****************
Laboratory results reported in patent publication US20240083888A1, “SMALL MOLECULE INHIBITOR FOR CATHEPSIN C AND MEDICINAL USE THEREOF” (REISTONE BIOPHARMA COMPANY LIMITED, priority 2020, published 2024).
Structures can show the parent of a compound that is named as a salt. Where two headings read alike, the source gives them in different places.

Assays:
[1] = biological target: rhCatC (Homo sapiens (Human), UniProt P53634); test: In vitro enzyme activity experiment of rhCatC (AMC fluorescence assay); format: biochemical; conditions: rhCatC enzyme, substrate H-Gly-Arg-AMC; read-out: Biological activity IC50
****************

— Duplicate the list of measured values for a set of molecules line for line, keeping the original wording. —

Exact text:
Laboratory results reported in patent publication US20240083888A1, “SMALL MOLECULE INHIBITOR FOR CATHEPSIN C AND MEDICINAL USE THEREOF” (REISTONE BIOPHARMA COMPANY LIMITED, priority 2020, published 2024).
Structures can show the parent of a compound that is named as a salt. Where two headings read alike, the source gives them in different places.

Assays:
[1] = biological target: rhCatC (Homo sapiens (Human), UniProt P53634); test: In vitro enzyme activity experiment of rhCatC (AMC fluorescence assay); format: biochemical; conditions: rhCatC enzyme, substrate H-Gly-Arg-AMC; read-out: Biological activity IC50